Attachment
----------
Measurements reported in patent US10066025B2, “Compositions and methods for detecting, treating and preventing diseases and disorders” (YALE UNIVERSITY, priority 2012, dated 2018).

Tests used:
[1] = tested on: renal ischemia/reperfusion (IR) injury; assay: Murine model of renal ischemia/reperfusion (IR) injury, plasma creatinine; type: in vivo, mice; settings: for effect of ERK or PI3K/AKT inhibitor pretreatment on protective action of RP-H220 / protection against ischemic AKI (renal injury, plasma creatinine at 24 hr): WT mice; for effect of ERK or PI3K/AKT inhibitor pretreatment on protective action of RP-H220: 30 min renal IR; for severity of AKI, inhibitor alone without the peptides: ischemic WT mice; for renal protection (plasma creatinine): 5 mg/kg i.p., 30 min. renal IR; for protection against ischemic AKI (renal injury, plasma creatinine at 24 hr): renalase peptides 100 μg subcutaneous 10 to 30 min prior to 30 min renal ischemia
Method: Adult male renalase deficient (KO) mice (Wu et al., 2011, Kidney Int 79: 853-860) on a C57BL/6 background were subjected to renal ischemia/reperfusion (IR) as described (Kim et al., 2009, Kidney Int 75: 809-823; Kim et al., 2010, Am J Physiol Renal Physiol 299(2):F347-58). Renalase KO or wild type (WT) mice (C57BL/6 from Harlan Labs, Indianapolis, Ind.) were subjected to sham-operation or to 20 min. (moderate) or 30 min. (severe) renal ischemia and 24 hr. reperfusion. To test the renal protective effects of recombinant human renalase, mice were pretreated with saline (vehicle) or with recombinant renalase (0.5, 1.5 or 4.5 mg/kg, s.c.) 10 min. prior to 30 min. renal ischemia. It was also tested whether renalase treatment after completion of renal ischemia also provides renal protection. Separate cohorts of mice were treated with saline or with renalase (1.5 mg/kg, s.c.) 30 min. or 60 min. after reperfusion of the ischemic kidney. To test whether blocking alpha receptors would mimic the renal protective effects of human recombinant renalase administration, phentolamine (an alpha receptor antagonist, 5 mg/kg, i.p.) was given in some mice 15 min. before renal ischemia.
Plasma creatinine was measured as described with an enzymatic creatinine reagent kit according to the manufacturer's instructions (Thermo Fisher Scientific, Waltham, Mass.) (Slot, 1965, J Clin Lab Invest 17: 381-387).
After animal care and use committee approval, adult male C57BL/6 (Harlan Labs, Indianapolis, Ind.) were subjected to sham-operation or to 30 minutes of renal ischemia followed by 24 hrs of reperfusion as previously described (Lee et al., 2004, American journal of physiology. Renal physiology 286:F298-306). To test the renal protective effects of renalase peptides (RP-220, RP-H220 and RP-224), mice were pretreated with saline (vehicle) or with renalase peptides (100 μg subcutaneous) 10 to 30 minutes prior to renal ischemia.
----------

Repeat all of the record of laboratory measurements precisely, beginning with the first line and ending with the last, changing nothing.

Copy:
Measurements reported in patent US10066025B2, “Compositions and methods for detecting, treating and preventing diseases and disorders” (YALE UNIVERSITY, priority 2012, dated 2018).

Tests used:
[1] = tested on: renal ischemia/reperfusion (IR) injury; assay: Murine model of renal ischemia/reperfusion (IR) injury, plasma creatinine; type: in vivo, mice; settings: for effect of ERK or PI3K/AKT inhibitor pretreatment on protective action of RP-H220 / protection against ischemic AKI (renal injury, plasma creatinine at 24 hr): WT mice; for effect of ERK or PI3K/AKT inhibitor pretreatment on protective action of RP-H220: 30 min renal IR; for severity of AKI, inhibitor alone without the peptides: ischemic WT mice; for renal protection (plasma creatinine): 5 mg/kg i.p., 30 min. renal IR; for protection against ischemic AKI (renal injury, plasma creatinine at 24 hr): renalase peptides 100 μg subcutaneous 10 to 30 min prior to 30 min renal ischemia
Method: Adult male renalase deficient (KO) mice (Wu et al., 2011, Kidney Int 79: 853-860) on a C57BL/6 background were subjected to renal ischemia/reperfusion (IR) as described (Kim et al., 2009, Kidney Int 75: 809-823; Kim et al., 2010, Am J Physiol Renal Physiol 299(2):F347-58). Renalase KO or wild type (WT) mice (C57BL/6 from Harlan Labs, Indianapolis, Ind.) were subjected to sham-operation or to 20 min. (moderate) or 30 min. (severe) renal ischemia and 24 hr. reperfusion. To test the renal protective effects of recombinant human renalase, mice were pretreated with saline (vehicle) or with recombinant renalase (0.5, 1.5 or 4.5 mg/kg, s.c.) 10 min. prior to 30 min. renal ischemia. It was also tested whether renalase treatment after completion of renal ischemia also provides renal protection. Separate cohorts of mice were treated with saline or with renalase (1.5 mg/kg, s.c.) 30 min. or 60 min. after reperfusion of the ischemic kidney. To test whether blocking alpha receptors would mimic the renal protective effects of human recombinant renalase administration, phentolamine (an alpha receptor antagonist, 5 mg/kg, i.p.) was given in some mice 15 min. before renal ischemia.
Plasma creatinine was measured as described with an enzymatic creatinine reagent kit according to the manufacturer's instructions (Thermo Fisher Scientific, Waltham, Mass.) (Slot, 1965, J Clin Lab Invest 17: 381-387).
After animal care and use committee approval, adult male C57BL/6 (Harlan Labs, Indianapolis, Ind.) were subjected to sham-operation or to 30 minutes of renal ischemia followed by 24 hrs of reperfusion as previously described (Lee et al., 2004, American journal of physiology. Renal physiology 286:F298-306). To test the renal protective effects of renalase peptides (RP-220, RP-H220 and RP-224), mice were pretreated with saline (vehicle) or with renalase peptides (100 μg subcutaneous) 10 to 30 minutes prior to renal ischemia.